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Experts Say This Is The Best Time To Take Pre-Workout

I get it, you're constantly looking for new ways to up your fitness game. (Honestly, same!) Whether you want to improve your speed, strength, or build muscle, you've probably heard about pre-workout and might be wondering if supplements like it actually work.

Pre-workout contains multiple vitamins and caffeine and is a supplement intended to give you energy and help you tackle your workouts with ease. That sounds pretty impressive, but the actual impact varies. Everyone responds to caffeine differently, so your experience may be totally different than your workout buddy's (but more on that later).

Meet the experts: Amanda Baker Lemein, RD, is a registered dietitian and member of the Women's Health Advisory Board. Judine St. Gerard, CPT, is a NASM-certified personal trainer and head coach at Tone House in New York City. She is also a Master's candidate in NYU's Nutrition and Dietetics graduate program.

And not all pre-workout brands on the market are created equal. In fact, some might offer more of a placebo effect, notes Amanda Baker Lemein, a registered dietitian and member of the Women's Health Advisory Board. "Carbohydrates that are broken down easily to give our body energy in the form of calories is always important for anyone's workout," says Baker Lemein. "I think the [pre-workouts] that include both carbs and that little bit of caffeine are likely living up to their claims better than others."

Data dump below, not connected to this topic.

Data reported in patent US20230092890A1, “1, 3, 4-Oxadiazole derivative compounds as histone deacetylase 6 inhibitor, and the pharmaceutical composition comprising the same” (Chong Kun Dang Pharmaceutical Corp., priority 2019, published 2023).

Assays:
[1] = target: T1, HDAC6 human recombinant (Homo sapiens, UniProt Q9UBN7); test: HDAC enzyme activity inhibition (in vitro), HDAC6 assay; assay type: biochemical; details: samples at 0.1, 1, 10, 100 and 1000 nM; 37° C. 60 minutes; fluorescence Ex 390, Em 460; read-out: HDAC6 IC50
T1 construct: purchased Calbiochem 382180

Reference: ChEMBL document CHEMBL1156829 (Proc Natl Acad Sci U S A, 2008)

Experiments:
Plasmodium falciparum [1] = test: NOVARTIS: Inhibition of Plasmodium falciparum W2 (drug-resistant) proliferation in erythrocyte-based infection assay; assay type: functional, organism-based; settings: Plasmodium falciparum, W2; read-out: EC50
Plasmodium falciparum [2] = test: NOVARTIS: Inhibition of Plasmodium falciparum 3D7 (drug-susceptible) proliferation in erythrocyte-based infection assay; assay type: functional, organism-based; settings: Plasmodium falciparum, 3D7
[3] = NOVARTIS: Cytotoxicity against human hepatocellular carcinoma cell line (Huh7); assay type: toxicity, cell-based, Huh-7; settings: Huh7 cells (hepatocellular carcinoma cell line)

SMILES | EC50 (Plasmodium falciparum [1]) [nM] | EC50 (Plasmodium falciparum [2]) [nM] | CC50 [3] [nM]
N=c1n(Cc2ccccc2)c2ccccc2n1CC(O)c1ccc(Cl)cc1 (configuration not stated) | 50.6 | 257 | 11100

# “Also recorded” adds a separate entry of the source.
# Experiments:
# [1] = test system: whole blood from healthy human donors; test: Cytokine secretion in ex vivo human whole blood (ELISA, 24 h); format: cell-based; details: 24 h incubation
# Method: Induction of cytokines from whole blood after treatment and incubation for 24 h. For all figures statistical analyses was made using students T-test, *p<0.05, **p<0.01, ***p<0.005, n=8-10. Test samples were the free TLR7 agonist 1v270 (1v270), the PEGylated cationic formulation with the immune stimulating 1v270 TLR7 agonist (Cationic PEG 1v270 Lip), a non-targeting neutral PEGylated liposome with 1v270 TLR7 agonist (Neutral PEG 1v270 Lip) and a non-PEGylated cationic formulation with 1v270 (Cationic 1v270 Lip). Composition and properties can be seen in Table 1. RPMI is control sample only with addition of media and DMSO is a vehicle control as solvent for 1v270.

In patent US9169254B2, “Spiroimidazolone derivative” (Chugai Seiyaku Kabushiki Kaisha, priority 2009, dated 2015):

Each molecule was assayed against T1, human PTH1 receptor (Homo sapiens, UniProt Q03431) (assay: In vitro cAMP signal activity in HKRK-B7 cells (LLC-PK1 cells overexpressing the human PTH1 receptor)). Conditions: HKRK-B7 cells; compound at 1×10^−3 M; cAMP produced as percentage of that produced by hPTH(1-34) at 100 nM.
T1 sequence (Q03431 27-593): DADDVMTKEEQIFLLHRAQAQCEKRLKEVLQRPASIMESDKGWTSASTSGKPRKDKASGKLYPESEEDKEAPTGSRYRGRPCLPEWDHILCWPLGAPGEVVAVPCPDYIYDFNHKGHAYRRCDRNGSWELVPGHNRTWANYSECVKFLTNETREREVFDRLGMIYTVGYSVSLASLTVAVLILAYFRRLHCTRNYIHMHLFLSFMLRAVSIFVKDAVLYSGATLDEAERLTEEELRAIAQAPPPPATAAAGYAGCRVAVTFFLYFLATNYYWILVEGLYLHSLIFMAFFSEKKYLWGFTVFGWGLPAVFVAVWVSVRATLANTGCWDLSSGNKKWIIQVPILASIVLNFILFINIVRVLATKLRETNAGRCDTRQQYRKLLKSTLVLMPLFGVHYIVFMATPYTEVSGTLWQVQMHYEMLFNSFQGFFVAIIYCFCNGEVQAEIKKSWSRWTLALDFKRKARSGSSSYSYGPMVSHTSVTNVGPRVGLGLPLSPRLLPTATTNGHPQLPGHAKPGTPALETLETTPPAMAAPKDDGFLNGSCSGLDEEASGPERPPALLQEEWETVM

Still, there is science to back up the benefits. Pre-workout can improve your anaerobic power performance, according to a 2016 study from the Journal of the International Society of Sports Nutrition. ICYDK, anaerobic activity is anything performed at a high enough intensity (think all-out intervals) that your body can’t provide the necessary energy to complete it with oxygen intake alone. The body uses adenosine triphosphate (ATP) and glucose in the muscle cells for energy, which can last only 90 to 120 seconds.

Curious to know more? Read on for all the expert intel on timing your pre-workout and how much you should be taking.

How long does pre-workout last?

It's fair to want to optimize your sweat sesh, starting with when you take your pre-workout. On average, it might take five to 10 minutes before it kicks in, and it can last anywhere from two to three hours, says Judine St. Gerard, CPT, a NASM-certified personal trainer. "Just think of it like coffee," she adds. "If someone is going to work out at nine at night and wants to be in bed [before midnight], they might want to think twice about taking it."

Additionally, it's not the kind of supplement that will allow you to skip on other key components of progress, like getting a good night's rest. "People forget that caffeine doesn't replace sleep," says St. Gerard. "It can help you one day when you didn't get as much sleep as you wanted to the night before, but if you create a trend of not getting enough sleep, eventually the pre-workout won't be as effective."

The ingredients also play a role in how your body will react to pre-workout. "Most formulas are a mix of micronutrients, like vitamins and minerals, and a little bit of caffeine," says Baker Lemein. "Some have nootropics included in them, too, and a few have carbohydrates."